There have also been issues of parking - like where to park trucks towing 50-foot trailers while the drivers enter a port office to sign up for TWIC. Some ports have had to consider off-site parking areas for such vehicles, adding another challenge to simplifying the process.
"They are so space constrained at many of our large ports that they don't have a place for truckers to park while they go in to register their TWIC with a PACS," said Zivney. "There are over 20 operators at that Port of Long Beach and seven operators at the Port of Los Angeles. They need to look at a shared enrollment site. Right now the operators are all prepared do that separately on their individual PACS. There wasn't money in the grant programs for the TWIC reader pilot for shared PACS registration facilities."
Getting ready for the pilot projects has also been a challenge, and that comes down to money again. One aspect of the pilot project is the testing of different reader solutions from different reader manufacturers.
"We're one of the companies that have bid on it, and we're already installed at some of the operators, and we'd like to be involved with the pilots. They haven't released the grant funds yet, and it doesn't look like vendors of readers would get a contract before August."
"One of the things the port operators have said is that they have to test it during the peak shipping period of August to October. It's unlikely that there will be sufficient pilots installed for larger ports in that timeframe, and if you don't hit that window, it could be until the end of 2010 before the pilot is done since you have to test this during the peak period."
As much as the timeline may present a challenge for the pilot projects, simply creating readers has been tough, too. The readers are typically called Initial Capability Evaluation (ICE) readers, a stamp that indicates the reader has been approved for evaluation during the pilot process. Becoming ICE approved, however, is no guarantee of final approval or even extensive evaluation or testing.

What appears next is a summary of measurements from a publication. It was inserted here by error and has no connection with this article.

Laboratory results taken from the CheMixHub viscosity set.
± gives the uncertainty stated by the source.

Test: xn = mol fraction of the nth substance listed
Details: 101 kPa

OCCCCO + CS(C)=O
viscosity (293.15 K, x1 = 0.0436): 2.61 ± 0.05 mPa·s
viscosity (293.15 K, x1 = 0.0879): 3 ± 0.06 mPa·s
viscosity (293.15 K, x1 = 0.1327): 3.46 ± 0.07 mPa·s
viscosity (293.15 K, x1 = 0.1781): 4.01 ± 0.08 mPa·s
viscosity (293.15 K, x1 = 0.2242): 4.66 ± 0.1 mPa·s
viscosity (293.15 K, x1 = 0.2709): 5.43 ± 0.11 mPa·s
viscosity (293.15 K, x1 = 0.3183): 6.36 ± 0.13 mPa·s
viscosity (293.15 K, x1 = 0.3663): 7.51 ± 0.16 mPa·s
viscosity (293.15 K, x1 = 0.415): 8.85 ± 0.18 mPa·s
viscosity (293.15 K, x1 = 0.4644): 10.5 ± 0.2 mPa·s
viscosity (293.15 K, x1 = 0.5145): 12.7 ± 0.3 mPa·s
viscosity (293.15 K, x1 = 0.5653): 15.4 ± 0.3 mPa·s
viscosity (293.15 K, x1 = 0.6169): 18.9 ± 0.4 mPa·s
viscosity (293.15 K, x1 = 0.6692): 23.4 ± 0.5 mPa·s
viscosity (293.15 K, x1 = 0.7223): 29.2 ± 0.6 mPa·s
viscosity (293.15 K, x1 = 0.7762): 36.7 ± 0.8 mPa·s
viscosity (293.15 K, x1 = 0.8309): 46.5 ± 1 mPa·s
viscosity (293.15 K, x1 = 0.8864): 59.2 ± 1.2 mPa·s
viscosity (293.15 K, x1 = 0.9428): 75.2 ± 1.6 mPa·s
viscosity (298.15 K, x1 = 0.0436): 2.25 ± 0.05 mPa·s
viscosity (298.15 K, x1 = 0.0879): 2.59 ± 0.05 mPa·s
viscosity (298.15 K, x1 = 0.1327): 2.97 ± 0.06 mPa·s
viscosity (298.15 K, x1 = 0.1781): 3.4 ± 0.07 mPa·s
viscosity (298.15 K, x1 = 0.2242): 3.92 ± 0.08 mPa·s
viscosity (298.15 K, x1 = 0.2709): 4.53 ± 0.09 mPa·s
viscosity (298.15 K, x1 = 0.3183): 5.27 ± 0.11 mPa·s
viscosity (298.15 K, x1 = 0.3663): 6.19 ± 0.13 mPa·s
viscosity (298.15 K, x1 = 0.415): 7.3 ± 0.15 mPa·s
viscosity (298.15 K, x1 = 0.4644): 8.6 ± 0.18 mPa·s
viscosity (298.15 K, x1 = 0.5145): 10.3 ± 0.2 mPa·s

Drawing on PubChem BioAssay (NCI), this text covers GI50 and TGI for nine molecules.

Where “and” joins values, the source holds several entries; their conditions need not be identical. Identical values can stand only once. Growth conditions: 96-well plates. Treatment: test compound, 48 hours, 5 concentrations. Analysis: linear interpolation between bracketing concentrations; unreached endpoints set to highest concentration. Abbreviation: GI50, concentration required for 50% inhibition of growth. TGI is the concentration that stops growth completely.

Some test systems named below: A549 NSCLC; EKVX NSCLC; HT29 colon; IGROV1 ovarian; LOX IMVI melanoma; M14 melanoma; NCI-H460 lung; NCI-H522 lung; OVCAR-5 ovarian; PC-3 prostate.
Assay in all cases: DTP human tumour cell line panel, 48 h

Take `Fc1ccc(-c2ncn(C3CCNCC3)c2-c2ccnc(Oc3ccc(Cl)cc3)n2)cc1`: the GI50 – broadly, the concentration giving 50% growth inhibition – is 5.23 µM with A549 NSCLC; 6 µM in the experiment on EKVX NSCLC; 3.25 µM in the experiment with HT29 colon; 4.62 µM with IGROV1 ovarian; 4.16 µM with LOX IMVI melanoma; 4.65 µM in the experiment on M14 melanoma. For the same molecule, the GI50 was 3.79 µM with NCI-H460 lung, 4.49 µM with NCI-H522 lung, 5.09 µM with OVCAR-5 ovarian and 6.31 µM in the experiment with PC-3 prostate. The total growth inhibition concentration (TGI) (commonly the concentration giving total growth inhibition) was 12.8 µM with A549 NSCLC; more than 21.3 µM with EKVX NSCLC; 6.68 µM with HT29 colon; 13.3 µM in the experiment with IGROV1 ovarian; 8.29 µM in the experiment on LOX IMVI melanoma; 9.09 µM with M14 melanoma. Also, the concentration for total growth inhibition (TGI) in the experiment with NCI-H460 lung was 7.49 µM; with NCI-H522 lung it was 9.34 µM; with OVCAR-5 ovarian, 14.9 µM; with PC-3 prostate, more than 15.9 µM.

"Not a lot of companies have submitted readers. The readers have been a moving target. It's hard for many manufacturers to spend the time and money to build a custom reader for the pilot when it's highly possible that the final spec will be different."
The complexity of designing these TWIC readers has also extended into the issue of compatibility with physical access control systems (PACS). The initial thought was that the TWIC readers would stand separate from the PACS, but requirements like whitelists and blacklists of certain persons requires connections to PACS for a practical implementation.
Now the Coast Guard and TSA are also looking at issues of MARSEC (maritime security) threat levels. The government is studying how different MARSEC levels might affect different TWIC implementations, whereas a heightened MARSEC level might require extra validation, authentication factors, and enforcement.
In addition to the TWIC reader pilot, DHS and the Coast Guard recently published an Advance Notice of Proposed Rule Making (ANPRM) on March 27, 2009, which provides guidance on how to approach different modes of TWIC authentication factor implementations.
"The ANPRM is shopping around some information," explained Zivney. "They are establishing a risk management criteria. They are realizing that every situation is not a worst-case scenario. The idea is to match the right reader technology and authentication factors to the risk assessment of the facility. That is just good business."
No one ever said this was going to be easy, but it's too early to be negative about the program.
"Unfortunately, it's not going any faster," said Zivney, "but what they're doing with TWIC is very important work. It's going to be watched by the world and also by U.S. airports. We are now moving into the reader test phase. This is all about making new technology work for both security and commerce, so the pilot is absolutely necessary to get it right."
Links with Related Information on May 2009 standing for TWIC program initiative: